Renegade Sysadmin Gives Up Secret Passwords to SF Mayor
San Francisco's highly publicized case of a teed off sysadmin freezing the city's computer network should not be viewed as an isolated incident. Unless proper background checks are conducted -- and backup systems put in place -- any network could be vulnerable to the same type of mischief.
Jul 23, 2008 1:10 PM PT
Usually, it's a mayor who hands out the key to his or her city to residents deserving special recognition. In San Francisco's case, it was Mayor Gavin Newsom who took back the key to his city's computer network from the man who held it hostage for more than a week.
The only positive recognition system administrator Terry Childs is likely to get from his escapade is credit for alerting other cities to take a second look at their information technology security practices.
Childs was jailed July 13 after he changed crucial passwords to the city's wide area network. He was held on US$5 million dollars bond while experts from Cisco Systems attempted to restore access without disabling the entire system.
On Monday, July 21, Childs said through his attorney that he would give up the new passwords, but only to Mayor Newsom. By Tuesday evening, the city was back in control of its own computer network.
How Could This Happen?
Childs may have been driven to enact his cyber-sabotage plan because of what he called "incompetence" at the Department of Telecommunications and Information Services, where he worked for five years, Childs' attorney, Erin Crane, has told reporters. The department had recently seen cutbacks and layoffs, and Childs apparently was worried about potential damage to city networks.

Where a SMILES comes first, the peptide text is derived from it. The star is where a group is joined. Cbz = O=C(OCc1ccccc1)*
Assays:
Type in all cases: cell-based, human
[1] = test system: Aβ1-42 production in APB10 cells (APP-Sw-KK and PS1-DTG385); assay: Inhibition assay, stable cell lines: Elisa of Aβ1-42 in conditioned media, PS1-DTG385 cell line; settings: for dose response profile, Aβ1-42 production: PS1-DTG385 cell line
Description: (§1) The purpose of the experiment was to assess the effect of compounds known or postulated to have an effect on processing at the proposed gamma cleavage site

Lean budgets are indeed an issue in the IT world, but cutbacks can also make someone like Childs more valuable.
"The problem with city and state governments is that a lot of times, they don't have a lot in their IT budgets," Paul Ferguson, advanced threat researcher at Trend Micro, told TechNewsWorld.
"We see the same problem all the time -- they hire some third party to set up Web sites or networks, and the consultant collects the money and goes on their way. We have a real hard time finding the right person to clean up the problem," Ferguson said, "because there's no expertise there. It's usually a smalll number of people who have high-level access to the network infrastructure and have the ability to wreak havoc should the opportunity arise."
What Other Cities Should Do
San Francisco's embarrassing IT debacle is a lesson for other municipalities and those who are in charge of their networks.
"They should review their processes," Jamz Yaneza, threat research manager at Trend Micro, told TechNewsWorld.
"It's basically Network 101 to make backups and audit trails of everything," he noted. "Also, you need [to conduct] due diligence of the process and find out who's in charge of what, do background checks. It depends on how much trust you put on the person doing the [system] configuring. Have you done your background checks on this guy? But, on the other hand, have you done your own homework to make sure there are backup processes in place?"
Other cities are likely vulnerable to their own insider threats, according to Ferguson.
"It will happen again," he predicted. "It's happened in the past where some disgruntled employee has planted logic bombs."